White-throated Swallow (Hirundo albigularis) – Rietvlei Dam, Gauteng
Photo by Lappies Labuschagne

They are usually seen singly or in pairs. Often perches on wires, posts or stumps, especially over or near water. The flight is swift and agile. Prey items are caught in low, skimming flight over the ground, water or grassland and will sometimes hawk insects from a perch. Consumes aerial insects, such as flies, wasps, beetles and termite alates.

Breeding takes place soon after arrival in South Africa and has been recorded from August to April. Breeding peaks during October and multiple broods are raised. The nest is a robust cup composed of mud pellets, lined with fine grass, plant fibres, hair and feathers.

The nest may be attached to a vertical rock face but is usually placed under an overhang such as under bridges, culverts, water tanks, dam walls and under the eaves of buildings, mostly over or near water. In the Western Cape nests are sometimes built on structures over the sea.

Anywhere from 1 to 5 eggs (usually 3 eggs) are laid and incubation starts once all the eggs have been laid. Incubation takes about 17 days and all incubation duties are performed by the female. Young chicks take around 22 days to fledge and are fed by both parents during this time.

White-throated Swallows are double or multiple brooded, meaning they often breed more than once in a season.

nest of Hirundo albigularis
White-throated Swallow (Hirundo albigularis) – Rietvlei Nature Reserve, Gauteng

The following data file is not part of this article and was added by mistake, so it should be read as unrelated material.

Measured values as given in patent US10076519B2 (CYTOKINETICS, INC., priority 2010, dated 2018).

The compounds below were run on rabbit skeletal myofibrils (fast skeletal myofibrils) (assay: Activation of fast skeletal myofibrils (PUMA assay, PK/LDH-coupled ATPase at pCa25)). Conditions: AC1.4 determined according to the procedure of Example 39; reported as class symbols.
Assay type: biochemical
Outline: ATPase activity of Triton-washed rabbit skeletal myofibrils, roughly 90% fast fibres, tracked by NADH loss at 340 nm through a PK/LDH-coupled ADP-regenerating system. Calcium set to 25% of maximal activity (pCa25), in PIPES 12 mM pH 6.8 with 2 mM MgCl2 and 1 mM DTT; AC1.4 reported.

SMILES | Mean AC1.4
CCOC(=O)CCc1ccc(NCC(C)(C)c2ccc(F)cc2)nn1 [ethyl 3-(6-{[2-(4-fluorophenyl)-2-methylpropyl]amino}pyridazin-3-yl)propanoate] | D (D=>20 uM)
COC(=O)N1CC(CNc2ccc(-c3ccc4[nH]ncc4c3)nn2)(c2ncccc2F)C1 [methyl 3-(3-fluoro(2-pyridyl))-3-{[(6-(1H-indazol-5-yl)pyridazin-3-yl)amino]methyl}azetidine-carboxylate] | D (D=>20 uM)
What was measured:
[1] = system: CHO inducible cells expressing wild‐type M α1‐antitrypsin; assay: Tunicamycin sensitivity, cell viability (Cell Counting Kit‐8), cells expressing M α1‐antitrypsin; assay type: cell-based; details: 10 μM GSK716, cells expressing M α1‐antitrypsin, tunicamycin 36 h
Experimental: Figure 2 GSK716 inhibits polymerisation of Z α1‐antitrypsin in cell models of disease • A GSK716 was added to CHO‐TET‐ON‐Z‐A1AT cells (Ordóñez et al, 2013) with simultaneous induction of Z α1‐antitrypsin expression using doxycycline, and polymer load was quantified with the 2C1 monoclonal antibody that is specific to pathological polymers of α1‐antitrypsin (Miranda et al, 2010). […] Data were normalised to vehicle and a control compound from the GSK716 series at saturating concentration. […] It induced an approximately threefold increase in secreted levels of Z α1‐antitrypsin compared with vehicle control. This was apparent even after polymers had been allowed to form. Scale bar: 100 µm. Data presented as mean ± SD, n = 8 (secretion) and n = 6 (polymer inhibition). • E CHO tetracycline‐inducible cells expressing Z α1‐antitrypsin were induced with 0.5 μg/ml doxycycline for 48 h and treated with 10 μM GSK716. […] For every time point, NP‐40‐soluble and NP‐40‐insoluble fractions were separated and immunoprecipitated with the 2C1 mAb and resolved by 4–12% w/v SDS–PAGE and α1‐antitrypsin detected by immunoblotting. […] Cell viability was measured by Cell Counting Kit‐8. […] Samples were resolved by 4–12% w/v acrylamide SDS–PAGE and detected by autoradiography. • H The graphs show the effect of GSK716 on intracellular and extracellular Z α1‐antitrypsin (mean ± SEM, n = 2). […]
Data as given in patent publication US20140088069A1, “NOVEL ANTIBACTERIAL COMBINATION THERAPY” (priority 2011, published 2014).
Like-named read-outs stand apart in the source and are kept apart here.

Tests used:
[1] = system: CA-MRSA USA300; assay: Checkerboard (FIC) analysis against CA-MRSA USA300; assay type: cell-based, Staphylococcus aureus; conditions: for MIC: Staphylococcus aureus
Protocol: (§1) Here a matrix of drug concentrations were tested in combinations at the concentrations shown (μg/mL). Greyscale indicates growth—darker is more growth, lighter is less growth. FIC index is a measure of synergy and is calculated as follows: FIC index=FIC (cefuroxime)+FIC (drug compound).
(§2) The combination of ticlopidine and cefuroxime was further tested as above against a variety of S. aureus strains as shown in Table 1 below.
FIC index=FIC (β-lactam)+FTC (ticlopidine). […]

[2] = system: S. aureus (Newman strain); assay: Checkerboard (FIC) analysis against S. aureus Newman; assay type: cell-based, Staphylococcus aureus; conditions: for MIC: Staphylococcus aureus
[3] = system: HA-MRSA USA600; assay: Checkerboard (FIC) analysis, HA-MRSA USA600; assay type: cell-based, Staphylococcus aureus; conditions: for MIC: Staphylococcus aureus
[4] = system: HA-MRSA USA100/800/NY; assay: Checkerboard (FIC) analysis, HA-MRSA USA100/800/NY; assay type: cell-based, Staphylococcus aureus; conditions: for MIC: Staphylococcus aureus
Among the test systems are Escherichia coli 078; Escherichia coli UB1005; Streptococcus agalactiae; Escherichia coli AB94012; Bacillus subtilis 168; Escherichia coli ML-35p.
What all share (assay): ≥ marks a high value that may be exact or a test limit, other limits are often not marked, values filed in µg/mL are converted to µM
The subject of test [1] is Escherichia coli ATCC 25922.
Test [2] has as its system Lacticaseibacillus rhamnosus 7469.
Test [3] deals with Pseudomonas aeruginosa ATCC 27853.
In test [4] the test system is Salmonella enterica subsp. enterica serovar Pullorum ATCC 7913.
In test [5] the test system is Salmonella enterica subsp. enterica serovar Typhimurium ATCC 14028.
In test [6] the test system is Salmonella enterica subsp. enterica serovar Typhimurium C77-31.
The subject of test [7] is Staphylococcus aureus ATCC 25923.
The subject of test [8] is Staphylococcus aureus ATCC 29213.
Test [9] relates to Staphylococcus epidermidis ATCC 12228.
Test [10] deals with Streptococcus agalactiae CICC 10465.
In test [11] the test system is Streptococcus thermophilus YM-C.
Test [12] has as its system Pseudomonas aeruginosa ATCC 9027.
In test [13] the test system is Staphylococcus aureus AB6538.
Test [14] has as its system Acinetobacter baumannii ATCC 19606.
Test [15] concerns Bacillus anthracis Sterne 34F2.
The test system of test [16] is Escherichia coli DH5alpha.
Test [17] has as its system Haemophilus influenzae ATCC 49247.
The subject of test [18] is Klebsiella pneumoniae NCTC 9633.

Photo by Marc Van Goethem

Further Resources

Species text adapted from the first Southern African Bird Atlas Project (SABAP1), 1997. That text is here.

The use of photographs by Anthony Paton, Colin Summersgill, Lappies Labuschagne, Lia Steen, Marc Van Goethem and Robbie Aspeling is acknowledged.

Virtual Museum (BirdPix > Search VM > By Scientific or Common Name).

Other common names: Witkeelswael (Afrikaans); Mbawulwana (Tswana); iNkoniane (Zulu); Inkonjane (Xhosa); Hirondelle à gorge blanche (French); Weißkehlschwalbe (German); Andorinha-de-garganta-branca (Portuguese); Witkeelzwaluw (Dutch).

Recommended citation format: Tippett RM 2023. White-throated Swallow Hirundo albigularis. Biodiversity and Development Institute. Available online at http://thebdi.org/2023/04/13/white-throated-swallow-hirundo-albigularis/

Bird identificationbirding

White-throated Swallow
White-throated Swallow (Hirundo albigularis) – Marievale Bird Sanctuary, Gauteng
Photo by Anthony Paton
Ryan Tippett
Ryan Tippett
Ryan is an enthusiastic contributor to Citizen Science and has added many important and interesting records of fauna and flora. He has been a member of the Virtual Museum since 2014 and has currently submitted over 12,000 records. He is on the expert identification panel for the OdonataMAP project. Ryan is a well-qualified and experienced Field Guide, and Guide Training Instructor. He has spent the last 18 years in the guiding and tourism industries. Ryan loves imparting his passion and knowledge onto others, and it is this that drew him into guide training in particular. Something that he finds incredibly rewarding is seeing how people he's had the privilege of teaching have developed and gone on to greater things. His interests are diverse and include Dragonflies, Birding, Arachnids, Amphibians, wild flowers and succulents, free diving and experiencing big game on foot. With this range of interests, there is always likely be something special just around the corner!